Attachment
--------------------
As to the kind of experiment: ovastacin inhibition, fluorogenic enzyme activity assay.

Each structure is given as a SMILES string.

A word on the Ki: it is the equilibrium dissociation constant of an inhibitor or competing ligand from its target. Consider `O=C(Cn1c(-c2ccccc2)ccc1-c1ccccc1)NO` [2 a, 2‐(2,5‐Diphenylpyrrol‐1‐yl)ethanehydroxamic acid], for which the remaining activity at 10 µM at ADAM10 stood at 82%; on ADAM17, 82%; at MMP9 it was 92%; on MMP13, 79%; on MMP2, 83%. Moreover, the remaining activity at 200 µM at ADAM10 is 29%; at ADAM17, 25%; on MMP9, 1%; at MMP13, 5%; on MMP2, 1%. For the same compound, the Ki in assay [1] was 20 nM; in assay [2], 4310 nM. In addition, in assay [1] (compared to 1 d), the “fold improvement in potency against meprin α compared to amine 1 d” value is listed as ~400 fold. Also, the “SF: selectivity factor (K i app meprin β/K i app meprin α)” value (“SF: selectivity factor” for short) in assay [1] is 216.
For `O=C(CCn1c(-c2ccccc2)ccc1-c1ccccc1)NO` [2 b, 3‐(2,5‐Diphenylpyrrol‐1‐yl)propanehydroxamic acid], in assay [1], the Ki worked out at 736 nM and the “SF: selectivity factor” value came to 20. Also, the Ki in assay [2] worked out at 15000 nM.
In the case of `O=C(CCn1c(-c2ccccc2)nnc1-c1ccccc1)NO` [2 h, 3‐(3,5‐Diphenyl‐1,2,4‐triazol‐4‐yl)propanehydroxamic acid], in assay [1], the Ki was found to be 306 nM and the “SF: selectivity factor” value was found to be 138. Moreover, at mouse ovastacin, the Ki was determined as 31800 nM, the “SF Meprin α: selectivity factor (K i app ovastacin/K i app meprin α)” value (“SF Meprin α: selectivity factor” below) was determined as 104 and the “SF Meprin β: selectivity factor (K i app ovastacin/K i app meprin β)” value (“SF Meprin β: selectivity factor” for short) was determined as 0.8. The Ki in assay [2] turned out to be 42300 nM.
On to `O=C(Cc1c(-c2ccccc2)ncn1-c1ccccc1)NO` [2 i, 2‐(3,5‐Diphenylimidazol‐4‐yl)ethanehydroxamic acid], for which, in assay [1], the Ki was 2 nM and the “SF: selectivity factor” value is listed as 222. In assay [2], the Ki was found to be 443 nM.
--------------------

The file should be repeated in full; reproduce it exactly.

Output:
As to the kind of experiment: ovastacin inhibition, fluorogenic enzyme activity assay.

Each structure is given as a SMILES string.

A word on the Ki: it is the equilibrium dissociation constant of an inhibitor or competing ligand from its target. Consider `O=C(Cn1c(-c2ccccc2)ccc1-c1ccccc1)NO` [2 a, 2‐(2,5‐Diphenylpyrrol‐1‐yl)ethanehydroxamic acid], for which the remaining activity at 10 µM at ADAM10 stood at 82%; on ADAM17, 82%; at MMP9 it was 92%; on MMP13, 79%; on MMP2, 83%. Moreover, the remaining activity at 200 µM at ADAM10 is 29%; at ADAM17, 25%; on MMP9, 1%; at MMP13, 5%; on MMP2, 1%. For the same compound, the Ki in assay [1] was 20 nM; in assay [2], 4310 nM. In addition, in assay [1] (compared to 1 d), the “fold improvement in potency against meprin α compared to amine 1 d” value is listed as ~400 fold. Also, the “SF: selectivity factor (K i app meprin β/K i app meprin α)” value (“SF: selectivity factor” for short) in assay [1] is 216.
For `O=C(CCn1c(-c2ccccc2)ccc1-c1ccccc1)NO` [2 b, 3‐(2,5‐Diphenylpyrrol‐1‐yl)propanehydroxamic acid], in assay [1], the Ki worked out at 736 nM and the “SF: selectivity factor” value came to 20. Also, the Ki in assay [2] worked out at 15000 nM.
In the case of `O=C(CCn1c(-c2ccccc2)nnc1-c1ccccc1)NO` [2 h, 3‐(3,5‐Diphenyl‐1,2,4‐triazol‐4‐yl)propanehydroxamic acid], in assay [1], the Ki was found to be 306 nM and the “SF: selectivity factor” value was found to be 138. Moreover, at mouse ovastacin, the Ki was determined as 31800 nM, the “SF Meprin α: selectivity factor (K i app ovastacin/K i app meprin α)” value (“SF Meprin α: selectivity factor” below) was determined as 104 and the “SF Meprin β: selectivity factor (K i app ovastacin/K i app meprin β)” value (“SF Meprin β: selectivity factor” for short) was determined as 0.8. The Ki in assay [2] turned out to be 42300 nM.
On to `O=C(Cc1c(-c2ccccc2)ncn1-c1ccccc1)NO` [2 i, 2‐(3,5‐Diphenylimidazol‐4‐yl)ethanehydroxamic acid], for which, in assay [1], the Ki was 2 nM and the “SF: selectivity factor” value is listed as 222. In assay [2], the Ki was found to be 443 nM.